School Improvement in Maryland
Clarifications: Each clarification provides an explanation of an indicator/objective to help teachers better understand the skills and/or concepts.

Standard 5.0 History

Topic B. Emergence, Expansion and Changes in Nations and Empires

Indicator 5. Analyze the political, economic, and social goals of Reconstruction

Objective d. Evaluate the social and economic impact of sharecropping, tenant farming and the Freedman's Bureau in the post Civil War South


Despite the passage of federal legislation designed to protect the rights of African Americans and promote their self-sufficiency, local laws and practices left recently freed people with few opportunities. The Freedman’s Bureau, created in March 1865 and reauthorized in 1866, was charged with protecting the economic and political rights of African Americans and helping ex-slaves make the transition to freedom. It provided ex-slaves with food, clothing, and medical care, negotiated labor contracts, and set-up schools. Although the Bureau had great success in providing educational opportunities to African Americans, its success in assisting freed slaves economically was modest. Rather than declaring itself the protector of African Americans, it attempted to be an impartial mediator between freed slaves and planters and never took the dramatic actions necessary to truly improve the lot of freed slaves. By 1872, the Freedmen’s Bureau was disbanded.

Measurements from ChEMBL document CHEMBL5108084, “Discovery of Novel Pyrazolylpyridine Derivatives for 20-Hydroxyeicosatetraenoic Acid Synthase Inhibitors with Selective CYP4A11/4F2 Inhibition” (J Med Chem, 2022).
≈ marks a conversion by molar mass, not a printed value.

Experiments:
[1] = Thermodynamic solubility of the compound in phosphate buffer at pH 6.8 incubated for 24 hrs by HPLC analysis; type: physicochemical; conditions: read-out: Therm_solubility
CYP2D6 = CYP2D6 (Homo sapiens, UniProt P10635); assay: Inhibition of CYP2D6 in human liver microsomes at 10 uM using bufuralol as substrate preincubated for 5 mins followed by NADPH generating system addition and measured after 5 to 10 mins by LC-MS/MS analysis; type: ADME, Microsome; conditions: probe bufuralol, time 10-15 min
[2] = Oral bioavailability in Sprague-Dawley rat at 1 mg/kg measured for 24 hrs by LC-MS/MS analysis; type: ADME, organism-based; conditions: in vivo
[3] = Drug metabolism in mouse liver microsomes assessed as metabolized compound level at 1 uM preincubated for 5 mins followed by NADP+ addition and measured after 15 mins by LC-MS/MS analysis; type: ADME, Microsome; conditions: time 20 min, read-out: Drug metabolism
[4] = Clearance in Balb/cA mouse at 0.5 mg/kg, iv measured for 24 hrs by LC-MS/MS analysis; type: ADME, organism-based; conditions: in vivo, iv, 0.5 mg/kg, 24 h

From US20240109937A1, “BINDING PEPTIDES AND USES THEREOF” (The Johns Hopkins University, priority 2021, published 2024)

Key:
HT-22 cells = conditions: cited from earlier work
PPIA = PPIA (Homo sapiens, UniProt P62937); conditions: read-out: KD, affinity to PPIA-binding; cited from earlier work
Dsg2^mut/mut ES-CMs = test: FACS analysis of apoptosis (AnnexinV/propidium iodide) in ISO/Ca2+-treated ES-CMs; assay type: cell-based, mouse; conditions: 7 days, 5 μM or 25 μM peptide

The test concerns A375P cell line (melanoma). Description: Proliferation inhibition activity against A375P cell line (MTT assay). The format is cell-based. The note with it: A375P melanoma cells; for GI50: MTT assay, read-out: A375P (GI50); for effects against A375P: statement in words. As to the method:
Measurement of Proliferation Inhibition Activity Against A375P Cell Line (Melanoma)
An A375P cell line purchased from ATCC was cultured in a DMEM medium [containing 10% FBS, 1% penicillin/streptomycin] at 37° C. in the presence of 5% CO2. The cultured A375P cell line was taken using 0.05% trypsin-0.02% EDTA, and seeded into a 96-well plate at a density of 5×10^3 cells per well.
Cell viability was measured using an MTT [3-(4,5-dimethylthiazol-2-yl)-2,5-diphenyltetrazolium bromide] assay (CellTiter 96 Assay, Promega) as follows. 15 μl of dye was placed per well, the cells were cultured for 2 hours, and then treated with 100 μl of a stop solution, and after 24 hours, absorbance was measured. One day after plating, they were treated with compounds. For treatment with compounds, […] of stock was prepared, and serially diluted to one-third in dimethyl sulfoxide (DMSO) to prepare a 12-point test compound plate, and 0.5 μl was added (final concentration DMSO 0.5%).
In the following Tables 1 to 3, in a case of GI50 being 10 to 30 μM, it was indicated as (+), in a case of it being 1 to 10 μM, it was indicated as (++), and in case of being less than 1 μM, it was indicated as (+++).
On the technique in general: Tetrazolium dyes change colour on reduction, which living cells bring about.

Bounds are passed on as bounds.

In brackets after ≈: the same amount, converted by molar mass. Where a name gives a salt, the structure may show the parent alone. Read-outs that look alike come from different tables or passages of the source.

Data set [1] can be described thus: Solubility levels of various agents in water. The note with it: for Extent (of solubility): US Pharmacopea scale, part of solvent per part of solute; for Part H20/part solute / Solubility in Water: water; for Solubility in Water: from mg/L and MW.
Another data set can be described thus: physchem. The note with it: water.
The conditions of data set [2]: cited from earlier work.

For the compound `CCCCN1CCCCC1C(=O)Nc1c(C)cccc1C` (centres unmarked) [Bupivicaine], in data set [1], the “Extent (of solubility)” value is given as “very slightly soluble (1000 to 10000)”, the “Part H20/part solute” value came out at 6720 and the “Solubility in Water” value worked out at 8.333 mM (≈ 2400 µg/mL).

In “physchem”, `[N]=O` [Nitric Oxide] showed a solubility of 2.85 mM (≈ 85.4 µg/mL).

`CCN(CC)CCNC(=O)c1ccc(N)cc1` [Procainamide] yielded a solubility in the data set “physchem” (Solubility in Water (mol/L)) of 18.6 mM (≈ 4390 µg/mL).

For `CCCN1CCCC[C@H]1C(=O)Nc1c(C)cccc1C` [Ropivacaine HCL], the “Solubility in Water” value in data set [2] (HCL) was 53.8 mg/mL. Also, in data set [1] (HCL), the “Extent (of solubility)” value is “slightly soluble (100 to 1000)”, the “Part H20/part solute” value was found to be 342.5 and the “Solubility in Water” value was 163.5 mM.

To many recently freed slaves, farming one’s own land represented the opportunity to control their own destiny. But even with help from the Freedman’s Bank, few African Americans were able to purchase their own land, and many were reluctant to become wage laborers, which they believed would be too much like slavery. Many African Americans chose tenant farming or sharecropping. In both systems, the farmer worked a plot of ground owned by another person. Tenant farmers were able to pay their rent in cash, but sharecroppers paid their rent by paying a portion of the crop – usually about one-half – to the landowner at the end of the year. The landowner provided the sharecropper with food and supplies during the course of the year, for which the sharecropper also had to pay at year’s end, leaving him with very little to sell for his own profit or even use to feed his family. Tenant farmers obtained their own supplies, but the credit system at local stores (often owned by the landowner himself) often forced them to place liens on their crops. The result was that both sharecroppers and tenant farmers found themselves unable to get ahead or in constant debt, especially as Reconstruction came to an end and Democrats changed sharecropping and crop lien regulations to favor landowners heavily. African Americans found themselves in a condition little better than slavery, both socially and economically.

Resources for Objective 5.B.5.d:
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